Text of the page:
Frailty is an emerging geriatric syndrome [1
], and its associations include falls, disability, morbidity, mortality and excess healthcare costs from consultations, polypharmacy, hospitalisations and institutionalisations [2
]. Frailty confers loss of independence, vulnerability and impairs the quality of life and psychological well-being of many older people; it also poses an enormous challenge on families, carers and other structures of social care and social support. The prevalence of frailty in community-dwelling older Europeans (65 years and older) varies between 5.8% and 27.3%; in addition, between 34.6% and 50.9% are classified as 'pre-frail' [6
]. In the face of the rapid population ageing occurring in Western societies, frailty is set to reach epidemic proportions over the next few decades.
Frailty is an entity recognised by clinicians, with multiple manifestations and with no single symptom being sufficient or essential in its presentation [7
]. In part due to its syndromic nature, and despite considerable research efforts in the field, an operational definition of frailty that meets international consensus is still lacking [8
]. Defining frailty requires a complex systems
] and, in general, it is accepted that a good definition should not only capture the biological
, but also the psychosocial
correlates of frailty [14
]. In addition, it has been suggested that frailty could have a gendered dimension and manifest differently in males and females [15
Numerous frailty definitions and assessment tools have been developed in clinical practice and research, and this has been the focus of many reviews and comparative studies [3
]. In particular, Fried et al
.'s frailty phenotype
] has achieved international reputation. The method has been extensively validated in the research literature [23
]; however, a criticism is that it is not readily applicable in routine primary care practice.
The main advantage of Fried's method is that it requires the measurement of only five variables, namely weight loss
, grip strength
, walking speed
and physical activity
]. Whilst this is affordable from a primary care point of view, the problem arises with the construction of the measure. In Fried's definition, frailty is defined in terms of three categories, each of which is defined by the sum of the number of individual criteria present (0: non-frail
, 1 or 2: pre-frail
, and 3, 4 or 5: frail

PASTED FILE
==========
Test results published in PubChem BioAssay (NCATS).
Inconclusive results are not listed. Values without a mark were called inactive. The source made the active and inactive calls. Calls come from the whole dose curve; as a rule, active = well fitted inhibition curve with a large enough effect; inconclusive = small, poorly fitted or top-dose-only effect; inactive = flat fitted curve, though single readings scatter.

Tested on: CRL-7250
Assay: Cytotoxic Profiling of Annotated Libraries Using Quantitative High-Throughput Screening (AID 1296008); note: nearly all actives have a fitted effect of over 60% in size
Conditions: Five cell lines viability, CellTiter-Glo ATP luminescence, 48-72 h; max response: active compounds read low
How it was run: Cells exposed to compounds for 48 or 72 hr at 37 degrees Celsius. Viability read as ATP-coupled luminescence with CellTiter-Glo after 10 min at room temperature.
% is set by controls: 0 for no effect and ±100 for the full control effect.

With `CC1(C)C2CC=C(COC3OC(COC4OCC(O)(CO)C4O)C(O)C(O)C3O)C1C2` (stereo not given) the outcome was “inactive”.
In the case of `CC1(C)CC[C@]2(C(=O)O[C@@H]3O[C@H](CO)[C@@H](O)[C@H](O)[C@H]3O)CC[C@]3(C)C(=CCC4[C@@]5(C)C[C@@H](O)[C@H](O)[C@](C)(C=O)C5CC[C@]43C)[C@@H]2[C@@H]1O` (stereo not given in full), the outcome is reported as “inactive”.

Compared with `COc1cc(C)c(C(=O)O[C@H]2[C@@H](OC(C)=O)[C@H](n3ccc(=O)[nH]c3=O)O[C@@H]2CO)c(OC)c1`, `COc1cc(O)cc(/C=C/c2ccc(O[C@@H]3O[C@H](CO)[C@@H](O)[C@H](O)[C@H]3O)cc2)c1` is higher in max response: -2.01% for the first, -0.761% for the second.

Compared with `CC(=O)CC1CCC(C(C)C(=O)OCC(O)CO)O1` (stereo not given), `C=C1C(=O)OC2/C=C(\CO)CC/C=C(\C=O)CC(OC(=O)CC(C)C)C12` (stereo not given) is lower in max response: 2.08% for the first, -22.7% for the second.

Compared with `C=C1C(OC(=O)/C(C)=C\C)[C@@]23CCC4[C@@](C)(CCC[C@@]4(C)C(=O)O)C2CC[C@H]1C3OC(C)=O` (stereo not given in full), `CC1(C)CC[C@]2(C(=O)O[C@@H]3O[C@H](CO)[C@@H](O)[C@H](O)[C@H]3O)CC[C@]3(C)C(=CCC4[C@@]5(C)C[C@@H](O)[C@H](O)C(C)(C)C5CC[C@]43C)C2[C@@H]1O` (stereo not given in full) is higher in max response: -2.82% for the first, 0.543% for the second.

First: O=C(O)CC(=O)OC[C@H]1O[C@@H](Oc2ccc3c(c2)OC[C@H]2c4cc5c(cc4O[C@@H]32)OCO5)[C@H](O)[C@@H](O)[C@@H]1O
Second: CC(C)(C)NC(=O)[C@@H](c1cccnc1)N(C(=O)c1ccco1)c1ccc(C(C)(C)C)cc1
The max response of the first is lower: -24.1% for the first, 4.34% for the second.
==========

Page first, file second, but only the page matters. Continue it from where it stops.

). The dichotomisation of individual criteria that are measured on a continuous scale (i.e. grip strength, walking speed and physical activity) is done retrospectively according to the lowest twentieth percentile rule, and there are further stratifications. This requires considerable statistical expertise and also a reference sample, both of which are not always available to primary care practitioners.
With the ageing of the population in Western societies and the rising costs of health and social care, many countries are refocusing health policy on health promotion and disability prevention among older people. It has been argued that efforts aimed at identifying at-risk groups of older people in order to provide early intervention and/or multidisciplinary case management should be done at the level of general practice
via adoption of a clinical paradigm based on the concept of frailty, which fits well with the biopsychosocial model of primary care [26
]. However, this ideal has exposed the lack of frailty metrics that are appropriate for primary care. Indeed, family physicians and community practitioners are still in need of easy instruments for frailty [27
Recently, Santos-Eggimann et al.
employed an approach to Fried's method in the first wave of the Survey of Health, Ageing and Retirement in Europe (SHARE), in order to establish the prevalence of frailty in middle-aged and older community-dwelling Europeans living in ten countries [6
]. Since SHARE did not collect Fried's criteria according to their original definition, Santos-Eggimann et al.
selected the five SHARE variables that in their view were the closest to Fried's variables. Although their selection was not without significant departures from Fried's theoretical model, their effort represented the first-time attempt to operationalise Fried's frailty phenotype in a very large European population-based sample.
Building upon Santos-Eggimann et al
.'s work, and using methodology previously described by Bandeen-Roche et al.
on Fried's original variables [22
], the aims of this study were to assess whether those five SHARE variables approaching Fried's frailty phenotype had internal validity on their own
and could be statistically summarised in a single factor
with three underlying latent classes
(i.e. non-frail, pre-frail and frail), with appropriate biopsychosocial correlates and predictive validity.
Rather than replicating Fried's paradigm, our aim was to offer a valid related alternative to it in the European context, whist taking advantage of the unparalleled data resource made available by SHARE. The ultimate goal was to provide European community practitioners with a simple and valid instrument that offers a pre-calculated, population-representative and gender-specific frailty class, once the five measurements are entered. The SHARE Frailty Instrument (SHARE-FI) is intended to facilitate the rapid assessment of frailty in primary care and enhance the communication between the various agencies managing middle-aged and older people in the community.